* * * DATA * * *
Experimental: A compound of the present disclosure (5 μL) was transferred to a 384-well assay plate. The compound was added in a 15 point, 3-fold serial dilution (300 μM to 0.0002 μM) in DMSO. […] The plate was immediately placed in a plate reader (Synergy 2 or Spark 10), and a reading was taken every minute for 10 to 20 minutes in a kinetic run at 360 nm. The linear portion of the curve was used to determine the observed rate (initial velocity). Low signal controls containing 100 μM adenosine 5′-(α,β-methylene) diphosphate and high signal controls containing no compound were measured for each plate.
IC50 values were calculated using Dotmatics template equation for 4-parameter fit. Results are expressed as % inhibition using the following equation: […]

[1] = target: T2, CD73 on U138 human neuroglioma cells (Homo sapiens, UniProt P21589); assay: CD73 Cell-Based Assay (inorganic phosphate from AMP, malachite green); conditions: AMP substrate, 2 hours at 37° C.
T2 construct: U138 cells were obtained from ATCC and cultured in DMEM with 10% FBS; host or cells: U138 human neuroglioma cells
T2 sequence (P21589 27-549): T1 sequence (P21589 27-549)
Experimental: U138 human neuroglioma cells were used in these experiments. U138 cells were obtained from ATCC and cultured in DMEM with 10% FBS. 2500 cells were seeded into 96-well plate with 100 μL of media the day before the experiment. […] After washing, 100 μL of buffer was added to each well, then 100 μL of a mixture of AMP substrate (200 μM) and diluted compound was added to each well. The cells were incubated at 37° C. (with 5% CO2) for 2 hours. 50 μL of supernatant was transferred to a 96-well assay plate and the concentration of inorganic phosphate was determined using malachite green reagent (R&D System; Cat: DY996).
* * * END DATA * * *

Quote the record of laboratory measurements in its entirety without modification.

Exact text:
Experimental: A compound of the present disclosure (5 μL) was transferred to a 384-well assay plate. The compound was added in a 15 point, 3-fold serial dilution (300 μM to 0.0002 μM) in DMSO. […] The plate was immediately placed in a plate reader (Synergy 2 or Spark 10), and a reading was taken every minute for 10 to 20 minutes in a kinetic run at 360 nm. The linear portion of the curve was used to determine the observed rate (initial velocity). Low signal controls containing 100 μM adenosine 5′-(α,β-methylene) diphosphate and high signal controls containing no compound were measured for each plate.
IC50 values were calculated using Dotmatics template equation for 4-parameter fit. Results are expressed as % inhibition using the following equation: […]

[1] = target: T2, CD73 on U138 human neuroglioma cells (Homo sapiens, UniProt P21589); assay: CD73 Cell-Based Assay (inorganic phosphate from AMP, malachite green); conditions: AMP substrate, 2 hours at 37° C.
T2 construct: U138 cells were obtained from ATCC and cultured in DMEM with 10% FBS; host or cells: U138 human neuroglioma cells
T2 sequence (P21589 27-549): T1 sequence (P21589 27-549)
Experimental: U138 human neuroglioma cells were used in these experiments. U138 cells were obtained from ATCC and cultured in DMEM with 10% FBS. 2500 cells were seeded into 96-well plate with 100 μL of media the day before the experiment. […] After washing, 100 μL of buffer was added to each well, then 100 μL of a mixture of AMP substrate (200 μM) and diluted compound was added to each well. The cells were incubated at 37° C. (with 5% CO2) for 2 hours. 50 μL of supernatant was transferred to a 96-well assay plate and the concentration of inorganic phosphate was determined using malachite green reagent (R&D System; Cat: DY996).